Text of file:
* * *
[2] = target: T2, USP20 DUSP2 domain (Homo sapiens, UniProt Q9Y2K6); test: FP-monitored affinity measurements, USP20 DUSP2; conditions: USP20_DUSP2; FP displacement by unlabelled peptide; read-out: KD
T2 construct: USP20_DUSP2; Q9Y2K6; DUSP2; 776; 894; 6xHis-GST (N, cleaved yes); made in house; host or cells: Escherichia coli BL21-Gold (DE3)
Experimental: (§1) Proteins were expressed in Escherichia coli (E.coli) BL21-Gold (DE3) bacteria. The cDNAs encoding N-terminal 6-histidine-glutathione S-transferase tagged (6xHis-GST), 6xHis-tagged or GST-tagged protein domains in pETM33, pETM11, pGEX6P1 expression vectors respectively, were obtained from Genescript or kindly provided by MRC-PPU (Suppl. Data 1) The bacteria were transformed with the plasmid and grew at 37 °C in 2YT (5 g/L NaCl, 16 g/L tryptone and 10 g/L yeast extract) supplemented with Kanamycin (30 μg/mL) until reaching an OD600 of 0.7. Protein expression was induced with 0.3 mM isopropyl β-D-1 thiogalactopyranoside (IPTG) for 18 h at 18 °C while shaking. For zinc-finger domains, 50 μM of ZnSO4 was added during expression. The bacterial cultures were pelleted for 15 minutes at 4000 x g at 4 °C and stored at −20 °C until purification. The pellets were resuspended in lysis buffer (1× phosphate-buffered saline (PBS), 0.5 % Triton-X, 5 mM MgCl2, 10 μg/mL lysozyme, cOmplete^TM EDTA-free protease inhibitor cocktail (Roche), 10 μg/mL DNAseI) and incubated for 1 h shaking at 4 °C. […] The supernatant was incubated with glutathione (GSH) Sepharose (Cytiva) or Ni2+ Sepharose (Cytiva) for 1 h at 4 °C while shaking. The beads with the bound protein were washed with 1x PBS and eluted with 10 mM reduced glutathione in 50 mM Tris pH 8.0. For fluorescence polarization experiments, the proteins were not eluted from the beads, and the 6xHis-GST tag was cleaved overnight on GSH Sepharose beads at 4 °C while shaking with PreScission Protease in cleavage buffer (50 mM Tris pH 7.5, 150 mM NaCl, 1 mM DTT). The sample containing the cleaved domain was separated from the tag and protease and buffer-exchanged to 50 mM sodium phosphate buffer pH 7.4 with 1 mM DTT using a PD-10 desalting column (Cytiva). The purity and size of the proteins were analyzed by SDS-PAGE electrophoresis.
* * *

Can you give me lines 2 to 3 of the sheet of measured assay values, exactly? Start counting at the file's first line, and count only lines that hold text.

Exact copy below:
T2 construct: USP20_DUSP2; Q9Y2K6; DUSP2; 776; 894; 6xHis-GST (N, cleaved yes); made in house; host or cells: Escherichia coli BL21-Gold (DE3)
Experimental: (§1) Proteins were expressed in Escherichia coli (E.coli) BL21-Gold (DE3) bacteria. The cDNAs encoding N-terminal 6-histidine-glutathione S-transferase tagged (6xHis-GST), 6xHis-tagged or GST-tagged protein domains in pETM33, pETM11, pGEX6P1 expression vectors respectively, were obtained from Genescript or kindly provided by MRC-PPU (Suppl. Data 1) The bacteria were transformed with the plasmid and grew at 37 °C in 2YT (5 g/L NaCl, 16 g/L tryptone and 10 g/L yeast extract) supplemented with Kanamycin (30 μg/mL) until reaching an OD600 of 0.7. Protein expression was induced with 0.3 mM isopropyl β-D-1 thiogalactopyranoside (IPTG) for 18 h at 18 °C while shaking. For zinc-finger domains, 50 μM of ZnSO4 was added during expression. The bacterial cultures were pelleted for 15 minutes at 4000 x g at 4 °C and stored at −20 °C until purification. The pellets were resuspended in lysis buffer (1× phosphate-buffered saline (PBS), 0.5 % Triton-X, 5 mM MgCl2, 10 μg/mL lysozyme, cOmplete^TM EDTA-free protease inhibitor cocktail (Roche), 10 μg/mL DNAseI) and incubated for 1 h shaking at 4 °C. […] The supernatant was incubated with glutathione (GSH) Sepharose (Cytiva) or Ni2+ Sepharose (Cytiva) for 1 h at 4 °C while shaking. The beads with the bound protein were washed with 1x PBS and eluted with 10 mM reduced glutathione in 50 mM Tris pH 8.0. For fluorescence polarization experiments, the proteins were not eluted from the beads, and the 6xHis-GST tag was cleaved overnight on GSH Sepharose beads at 4 °C while shaking with PreScission Protease in cleavage buffer (50 mM Tris pH 7.5, 150 mM NaCl, 1 mM DTT). The sample containing the cleaved domain was separated from the tag and protease and buffer-exchanged to 50 mM sodium phosphate buffer pH 7.4 with 1 mM DTT using a PD-10 desalting column (Cytiva). The purity and size of the proteins were analyzed by SDS-PAGE electrophoresis.